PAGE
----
- To receive and examine written representations from individuals, groups, organizations or associations who may have views on the desirability or otherwise of creating states in particular areas.
The panel came up with a report which was utilized in the formation of new states in 1976. The
7 new states created out of the existing states on the 3rd of February 1976 include the following; Bauchi, Benue-Plateau, Borno, Imo, Niger, Ogun, Oyo and; Ondo States. Gen. Murtala Muhammed emphasized three basic considerations that informed his decision; the need to ensure even development within a federal structure of government; the need to bring government nearer to the people; and the need to make the creation of new states as one-time operation that would minimize future agitation for new states.
The 1976 states creation exercise was implemented also in the wake of phenomenal expansion in federal petroleum export revenue allocation arrangements that enthroned inter-state equality as the preeminent standard of financial devolution.
State Creation under Babangida’s Regime
General Babangida rose to power in a bloodless coup in the eve of the New Year – 31st December, 1983. While the achievements and weaknesses of his regime have been the most hotly debated in Nigeria, one of the most significant successes of his regime was the creation of states in the country.
The Babangida’s regime set up Political Bureau headed by Dr. Samuel Cookey and was mandated to coordinate the debate on the country’s political future. In carrying out its assignment, the Bureau was presented with specific requests and general suggestions for new states. This was extensively discussed in its report as one of the contentious or special themes in Nigeria political debate.
Also, the Bureau was presented with different proposal on how additional states could be created in the country. The Bureau in its report recommended six additional states in the interest of fair play and justice. On September 23, 1987, General Ibrahim Babangida, based on the five-man committee report, announced the creation of two more states, Katsina and Akwa-Ibom making it twenty-one states in Nigeria.
It has been argued that the state-creation exercise of 1987 sought to complete the unfinished business of the 1976 state creation. This is because the creation of Akwa Ibom had been explicitly recommended by Irikefe Commission, while Zaria-Kastina imbroglio in Kaduna state and the attendant agitation for the separation of the two communities have become extremely strident even before the military disengagement in 1979.
On August 27, 1991, Babangida announced the creation of additional nine states (Abia, Enugu (carved out of the old Anambra state) Jigawa, Kebbi, Osun, Kogi, Taraba, & Yobe states) to make the total number of the states in federation thirty.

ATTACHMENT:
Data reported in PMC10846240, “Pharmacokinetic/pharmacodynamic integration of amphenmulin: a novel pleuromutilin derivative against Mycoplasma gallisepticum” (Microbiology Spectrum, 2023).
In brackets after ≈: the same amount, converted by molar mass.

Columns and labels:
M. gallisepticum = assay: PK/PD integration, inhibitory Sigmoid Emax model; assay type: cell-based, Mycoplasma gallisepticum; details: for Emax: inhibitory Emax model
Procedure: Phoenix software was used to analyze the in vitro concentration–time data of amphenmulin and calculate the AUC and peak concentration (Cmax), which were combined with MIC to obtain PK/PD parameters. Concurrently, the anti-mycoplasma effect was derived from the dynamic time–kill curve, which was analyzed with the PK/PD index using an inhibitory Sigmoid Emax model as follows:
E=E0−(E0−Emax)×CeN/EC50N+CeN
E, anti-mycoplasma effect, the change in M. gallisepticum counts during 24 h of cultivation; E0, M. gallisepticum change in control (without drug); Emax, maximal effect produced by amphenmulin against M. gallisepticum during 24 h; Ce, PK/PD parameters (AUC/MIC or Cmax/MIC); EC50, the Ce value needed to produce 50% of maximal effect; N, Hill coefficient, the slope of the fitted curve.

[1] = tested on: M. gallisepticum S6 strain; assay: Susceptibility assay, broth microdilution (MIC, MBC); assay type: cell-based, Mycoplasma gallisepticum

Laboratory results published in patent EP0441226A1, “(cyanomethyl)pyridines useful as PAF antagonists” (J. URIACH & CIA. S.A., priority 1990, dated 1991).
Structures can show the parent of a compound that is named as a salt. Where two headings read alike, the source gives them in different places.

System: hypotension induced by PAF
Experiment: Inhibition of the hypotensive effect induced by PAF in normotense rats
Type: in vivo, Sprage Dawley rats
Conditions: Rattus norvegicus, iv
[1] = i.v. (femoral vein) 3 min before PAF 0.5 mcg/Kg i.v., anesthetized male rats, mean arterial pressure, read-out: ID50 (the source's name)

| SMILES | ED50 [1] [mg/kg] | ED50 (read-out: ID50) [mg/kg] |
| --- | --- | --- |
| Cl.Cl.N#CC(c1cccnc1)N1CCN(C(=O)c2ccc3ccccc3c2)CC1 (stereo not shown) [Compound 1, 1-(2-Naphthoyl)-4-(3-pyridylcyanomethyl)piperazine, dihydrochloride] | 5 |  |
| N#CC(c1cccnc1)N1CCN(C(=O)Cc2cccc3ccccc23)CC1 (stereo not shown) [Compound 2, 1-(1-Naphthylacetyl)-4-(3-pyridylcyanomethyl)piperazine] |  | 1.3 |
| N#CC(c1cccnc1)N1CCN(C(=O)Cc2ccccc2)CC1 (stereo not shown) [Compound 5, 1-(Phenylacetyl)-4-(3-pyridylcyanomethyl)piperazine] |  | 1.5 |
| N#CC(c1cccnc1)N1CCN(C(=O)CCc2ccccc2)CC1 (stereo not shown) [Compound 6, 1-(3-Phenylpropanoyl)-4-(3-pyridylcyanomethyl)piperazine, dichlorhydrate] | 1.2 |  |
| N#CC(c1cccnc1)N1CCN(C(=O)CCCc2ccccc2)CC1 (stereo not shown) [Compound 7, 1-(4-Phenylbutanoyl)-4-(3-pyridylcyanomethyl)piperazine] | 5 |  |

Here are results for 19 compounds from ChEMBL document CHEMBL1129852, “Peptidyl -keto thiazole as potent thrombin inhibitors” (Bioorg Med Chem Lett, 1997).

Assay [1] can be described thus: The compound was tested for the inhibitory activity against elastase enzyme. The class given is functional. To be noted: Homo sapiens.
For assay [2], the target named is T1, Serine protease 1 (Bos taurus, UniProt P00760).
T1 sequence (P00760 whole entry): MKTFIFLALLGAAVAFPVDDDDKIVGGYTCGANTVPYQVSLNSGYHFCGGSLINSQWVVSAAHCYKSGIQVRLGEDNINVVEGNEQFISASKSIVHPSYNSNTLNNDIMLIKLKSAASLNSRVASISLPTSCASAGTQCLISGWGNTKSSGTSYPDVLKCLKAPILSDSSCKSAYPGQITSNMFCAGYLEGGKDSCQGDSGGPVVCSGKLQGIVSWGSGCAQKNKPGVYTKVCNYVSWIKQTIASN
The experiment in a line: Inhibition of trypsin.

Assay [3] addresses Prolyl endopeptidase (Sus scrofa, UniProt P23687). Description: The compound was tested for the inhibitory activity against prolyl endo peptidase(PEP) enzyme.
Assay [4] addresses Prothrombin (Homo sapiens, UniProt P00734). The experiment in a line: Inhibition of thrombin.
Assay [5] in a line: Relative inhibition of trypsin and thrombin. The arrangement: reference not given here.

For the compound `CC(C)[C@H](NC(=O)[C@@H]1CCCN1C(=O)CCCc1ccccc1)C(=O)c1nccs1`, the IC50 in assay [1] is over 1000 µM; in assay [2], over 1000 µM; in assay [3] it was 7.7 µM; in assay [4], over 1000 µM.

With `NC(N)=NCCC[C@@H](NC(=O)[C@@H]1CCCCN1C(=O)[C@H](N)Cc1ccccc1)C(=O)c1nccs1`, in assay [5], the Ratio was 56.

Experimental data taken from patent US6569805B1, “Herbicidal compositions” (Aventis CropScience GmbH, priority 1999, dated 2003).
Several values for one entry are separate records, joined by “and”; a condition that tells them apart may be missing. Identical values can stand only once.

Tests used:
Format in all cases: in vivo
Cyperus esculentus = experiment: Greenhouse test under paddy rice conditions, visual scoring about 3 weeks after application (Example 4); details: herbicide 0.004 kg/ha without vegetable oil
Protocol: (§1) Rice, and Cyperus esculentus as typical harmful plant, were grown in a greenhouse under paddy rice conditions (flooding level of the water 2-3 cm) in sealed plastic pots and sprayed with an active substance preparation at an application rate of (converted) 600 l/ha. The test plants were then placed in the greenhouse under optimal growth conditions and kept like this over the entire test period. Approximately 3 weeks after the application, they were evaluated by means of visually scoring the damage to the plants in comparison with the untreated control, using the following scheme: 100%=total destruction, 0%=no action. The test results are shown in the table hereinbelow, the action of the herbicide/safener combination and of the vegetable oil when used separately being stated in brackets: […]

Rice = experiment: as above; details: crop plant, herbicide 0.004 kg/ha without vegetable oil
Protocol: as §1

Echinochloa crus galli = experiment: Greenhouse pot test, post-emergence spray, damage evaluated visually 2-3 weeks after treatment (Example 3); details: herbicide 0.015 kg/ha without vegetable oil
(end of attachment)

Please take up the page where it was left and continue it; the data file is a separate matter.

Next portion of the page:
While the 1987 reorganizations genuinely appeared to be in national interest, as claimed by General Babangida, the 1991 reform underscored both the continuing popular pressure for new states and Babangida’s desired to exploit these demands to promote his personal rulership project.
State Creation under Abacha’s Regime
General Sani Abacha became the head of state, through a palace coup in November 1993, it was a period when the Nation was experiencing political crisis as a result of annulment of June 12, 1993 General Election. As a way of resolving the problem of the country, the regime set up the National Constitutional Conference (NCC).
State creation was one of the issues that dominated the debate of National Constitutional Conference (NCC) set up by the Abacha’s government. Unfortunately, NCC found it difficult to resolve this issue because of the member’s conflicting interests.
It later transferred the responsibility to the Abacha’s government. In the view of this, General Abacha inaugurated Chief Arthur Mbanefo – led committee on the creation of state and local government on December 13, 1995.
On the assumption of office, the committee requested for submission of memorandum from members of the public and set January 15, 1996 as the dead line. At the end of the day, 2,369 demands for local governments and 280 boundary adjustments were made. The committee received a total of seventy-two requests for states.
The committee submitted its report, in which it made a number of recommendations. The report of the committee, unlike Irikefe Panel was neither publicized nor published. On October 1st, 1996, General Sani Abacha announced the creation of new six states namely, Bayelsa, Ebonyi, Ekiti, Gombe, Nasarawa and Zamfara, making the total number of states in the federation thirtysix.